A few weeks ago, we printed a photo from the past about flooding in the Minneota area. The photo cutline said it was on the Merritt property. Well, it didn’t take long to get a response from someone who was there — namely “Doc” Merritt’s daughter Cheri. The photo is re-printed here and her comment is below. It’s a very interesting story regarding the 1957 flood in Minneota.
Thanks for the photo
(Regarding an old Minneota photo showing flooding on private land) ... Thanks for the photo. It brought back many memories. Upon a close look, I noticed a boat near one of the out buildings with several people in it as well as someone standing in the water along its side.
I believe that person to be my Dad — best known as “Doc” Merritt. The night of the flood we were headed to Porter to stay with my grandparents and my dad was to return to Minneota to do what he could to save the livestock at our farm.
We only got as far as Taunton. The highway as flooded in both directions. Unable to return to Minneota, we spent the night at the home of the Taunton police officer (Clebochecks).
Still hoping to return to Minneota that night, Doc was to rescue a man trapped on the roof of his car which had been swept off the road in the raging waters. In total darkness, I can only imagine how frightened the man was.
As a large animal veterinarian, Doc was always equipped with his lariat. He tossed the rope and was able to pull the man to safety.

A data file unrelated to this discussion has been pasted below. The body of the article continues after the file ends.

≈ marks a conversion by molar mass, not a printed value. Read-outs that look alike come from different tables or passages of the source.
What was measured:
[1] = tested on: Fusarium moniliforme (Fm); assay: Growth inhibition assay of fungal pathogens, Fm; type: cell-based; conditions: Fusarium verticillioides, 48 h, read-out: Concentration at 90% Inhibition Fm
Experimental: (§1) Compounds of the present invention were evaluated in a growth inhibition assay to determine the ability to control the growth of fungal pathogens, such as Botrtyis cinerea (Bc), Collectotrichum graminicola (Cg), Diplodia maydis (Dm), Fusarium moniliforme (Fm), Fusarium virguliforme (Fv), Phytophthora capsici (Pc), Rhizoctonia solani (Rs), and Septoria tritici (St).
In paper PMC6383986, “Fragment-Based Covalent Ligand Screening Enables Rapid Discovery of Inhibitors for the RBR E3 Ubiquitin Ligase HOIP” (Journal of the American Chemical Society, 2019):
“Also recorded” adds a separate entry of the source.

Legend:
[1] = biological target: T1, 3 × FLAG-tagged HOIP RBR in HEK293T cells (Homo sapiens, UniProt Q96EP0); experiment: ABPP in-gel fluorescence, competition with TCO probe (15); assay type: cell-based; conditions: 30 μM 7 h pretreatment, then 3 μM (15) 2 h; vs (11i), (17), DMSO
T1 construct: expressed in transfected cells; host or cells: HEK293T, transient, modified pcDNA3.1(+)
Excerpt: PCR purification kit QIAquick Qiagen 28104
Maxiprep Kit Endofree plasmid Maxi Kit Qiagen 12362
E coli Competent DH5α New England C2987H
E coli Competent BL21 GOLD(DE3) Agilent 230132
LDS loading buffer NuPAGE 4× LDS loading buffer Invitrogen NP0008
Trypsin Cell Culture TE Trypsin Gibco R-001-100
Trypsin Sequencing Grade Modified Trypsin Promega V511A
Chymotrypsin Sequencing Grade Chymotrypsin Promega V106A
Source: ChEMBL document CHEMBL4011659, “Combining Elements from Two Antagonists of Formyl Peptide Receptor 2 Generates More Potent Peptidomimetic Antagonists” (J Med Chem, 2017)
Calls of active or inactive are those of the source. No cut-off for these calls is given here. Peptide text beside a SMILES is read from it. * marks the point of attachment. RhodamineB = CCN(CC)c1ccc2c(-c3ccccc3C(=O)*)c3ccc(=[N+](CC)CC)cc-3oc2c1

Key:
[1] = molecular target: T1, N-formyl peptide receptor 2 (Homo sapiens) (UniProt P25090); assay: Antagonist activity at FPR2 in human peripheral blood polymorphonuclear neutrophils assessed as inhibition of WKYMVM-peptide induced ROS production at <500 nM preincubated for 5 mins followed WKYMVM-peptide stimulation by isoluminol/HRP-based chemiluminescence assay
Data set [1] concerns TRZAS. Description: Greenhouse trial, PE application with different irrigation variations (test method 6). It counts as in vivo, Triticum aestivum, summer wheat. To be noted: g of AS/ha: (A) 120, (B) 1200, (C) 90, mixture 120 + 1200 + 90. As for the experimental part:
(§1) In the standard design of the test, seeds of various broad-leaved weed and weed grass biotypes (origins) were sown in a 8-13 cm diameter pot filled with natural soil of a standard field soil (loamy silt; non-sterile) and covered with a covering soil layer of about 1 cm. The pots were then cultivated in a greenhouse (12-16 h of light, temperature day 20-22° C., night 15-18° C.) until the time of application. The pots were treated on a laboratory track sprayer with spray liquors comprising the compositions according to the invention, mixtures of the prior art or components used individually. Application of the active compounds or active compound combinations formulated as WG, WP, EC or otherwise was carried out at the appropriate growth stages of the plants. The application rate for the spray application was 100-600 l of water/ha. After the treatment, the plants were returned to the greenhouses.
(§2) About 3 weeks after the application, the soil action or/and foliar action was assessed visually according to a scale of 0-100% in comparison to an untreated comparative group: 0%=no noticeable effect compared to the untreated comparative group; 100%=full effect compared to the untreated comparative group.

(My brother Rick thinks the man’s name was Esping).
As an 11-year-old, the most drastic event for my brother Rick was having lost a very young foal to drowning. Our other horses were able to swim to the railroad overpass and higher ground and neighbors found them wandering the streets of Minneota.
Other animals also escaped, but most drowned. As the water subsided several days later, Rick and I, accompanied by a good friend Rolland Johnson were paddling around in a duck boat exploring. I fell out of the boat. Rolland grabbed me by my hair and pulled me back into the board. — my hero!
I don’t think we ever told our parents about that. Many friends and neighbors came to help with the clean up of our little house.
The flood waters had reached three feet throughout and left behind several inches of thick heavy mud, which had to be shoveled out. Several other homeowners suffered in this flood as well. It will be remembered.
Cheri Merritt Reynolds
Green Valley, AZ
LAUGH A LITTLE: Second base to third base. Question: Why does it take longer to run from second base to third base than it does to run from first base to second base? Answer: There’s a short stop between second base and third base.
THOUGHT FOR THE WEEK: As my Ole Pappy used to say, “Don’t search for happiness in others.” He added, “That will only make you feel alone.” “Instead,” Ole Pappy said, “Search for it in yourself.” So I asked, “Why?” Ole Pappy said, “You will feel happy, even when you’re alone.” Sometimes I thought Ole Pappy sounded more like “Confucius,” the Chinese teacher, editor, politician and philosopher. I almost expected Ole Pappy to say, “Ahhhh, So!” Years later I figured out Ole Pappy was just trying to tell me not to look for other people to make me happy. Find ways to make myself happy. Thanks Ole Pappy!